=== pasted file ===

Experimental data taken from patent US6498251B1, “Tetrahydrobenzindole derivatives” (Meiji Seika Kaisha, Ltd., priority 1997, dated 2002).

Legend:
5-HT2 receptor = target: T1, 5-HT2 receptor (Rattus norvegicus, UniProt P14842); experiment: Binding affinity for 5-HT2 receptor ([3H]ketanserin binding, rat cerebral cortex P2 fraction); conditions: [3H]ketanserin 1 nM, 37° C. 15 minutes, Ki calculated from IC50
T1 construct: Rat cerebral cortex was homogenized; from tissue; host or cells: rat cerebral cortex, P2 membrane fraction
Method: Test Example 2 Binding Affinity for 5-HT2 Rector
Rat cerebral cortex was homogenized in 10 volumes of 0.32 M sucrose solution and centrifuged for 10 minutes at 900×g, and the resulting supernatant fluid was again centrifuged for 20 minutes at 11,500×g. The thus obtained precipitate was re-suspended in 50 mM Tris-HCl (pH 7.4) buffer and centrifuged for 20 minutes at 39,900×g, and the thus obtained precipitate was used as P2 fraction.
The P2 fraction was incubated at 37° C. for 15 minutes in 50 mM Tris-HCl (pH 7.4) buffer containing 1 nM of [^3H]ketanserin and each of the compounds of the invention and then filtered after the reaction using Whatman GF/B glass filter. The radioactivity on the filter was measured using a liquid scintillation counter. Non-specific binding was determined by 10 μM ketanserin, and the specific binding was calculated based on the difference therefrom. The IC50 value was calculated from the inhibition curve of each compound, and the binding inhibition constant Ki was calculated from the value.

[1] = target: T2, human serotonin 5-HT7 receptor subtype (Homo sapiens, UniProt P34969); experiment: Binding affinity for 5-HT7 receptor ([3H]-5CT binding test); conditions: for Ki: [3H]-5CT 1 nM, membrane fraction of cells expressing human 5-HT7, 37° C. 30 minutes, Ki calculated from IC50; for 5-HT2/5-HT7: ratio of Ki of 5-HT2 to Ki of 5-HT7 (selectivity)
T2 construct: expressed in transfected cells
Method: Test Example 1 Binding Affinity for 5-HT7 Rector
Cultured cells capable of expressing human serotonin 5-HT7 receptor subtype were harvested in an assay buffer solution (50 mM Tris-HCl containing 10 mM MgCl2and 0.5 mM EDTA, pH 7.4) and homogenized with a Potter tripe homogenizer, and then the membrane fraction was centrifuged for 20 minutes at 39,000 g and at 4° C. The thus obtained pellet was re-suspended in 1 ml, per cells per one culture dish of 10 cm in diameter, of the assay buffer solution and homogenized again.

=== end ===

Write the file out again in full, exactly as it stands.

Experimental data taken from patent US6498251B1, “Tetrahydrobenzindole derivatives” (Meiji Seika Kaisha, Ltd., priority 1997, dated 2002).

Legend:
5-HT2 receptor = target: T1, 5-HT2 receptor (Rattus norvegicus, UniProt P14842); experiment: Binding affinity for 5-HT2 receptor ([3H]ketanserin binding, rat cerebral cortex P2 fraction); conditions: [3H]ketanserin 1 nM, 37° C. 15 minutes, Ki calculated from IC50
T1 construct: Rat cerebral cortex was homogenized; from tissue; host or cells: rat cerebral cortex, P2 membrane fraction
Method: Test Example 2 Binding Affinity for 5-HT2 Rector
Rat cerebral cortex was homogenized in 10 volumes of 0.32 M sucrose solution and centrifuged for 10 minutes at 900×g, and the resulting supernatant fluid was again centrifuged for 20 minutes at 11,500×g. The thus obtained precipitate was re-suspended in 50 mM Tris-HCl (pH 7.4) buffer and centrifuged for 20 minutes at 39,900×g, and the thus obtained precipitate was used as P2 fraction.
The P2 fraction was incubated at 37° C. for 15 minutes in 50 mM Tris-HCl (pH 7.4) buffer containing 1 nM of [^3H]ketanserin and each of the compounds of the invention and then filtered after the reaction using Whatman GF/B glass filter. The radioactivity on the filter was measured using a liquid scintillation counter. Non-specific binding was determined by 10 μM ketanserin, and the specific binding was calculated based on the difference therefrom. The IC50 value was calculated from the inhibition curve of each compound, and the binding inhibition constant Ki was calculated from the value.

[1] = target: T2, human serotonin 5-HT7 receptor subtype (Homo sapiens, UniProt P34969); experiment: Binding affinity for 5-HT7 receptor ([3H]-5CT binding test); conditions: for Ki: [3H]-5CT 1 nM, membrane fraction of cells expressing human 5-HT7, 37° C. 30 minutes, Ki calculated from IC50; for 5-HT2/5-HT7: ratio of Ki of 5-HT2 to Ki of 5-HT7 (selectivity)
T2 construct: expressed in transfected cells
Method: Test Example 1 Binding Affinity for 5-HT7 Rector
Cultured cells capable of expressing human serotonin 5-HT7 receptor subtype were harvested in an assay buffer solution (50 mM Tris-HCl containing 10 mM MgCl2and 0.5 mM EDTA, pH 7.4) and homogenized with a Potter tripe homogenizer, and then the membrane fraction was centrifuged for 20 minutes at 39,000 g and at 4° C. The thus obtained pellet was re-suspended in 1 ml, per cells per one culture dish of 10 cm in diameter, of the assay buffer solution and homogenized again.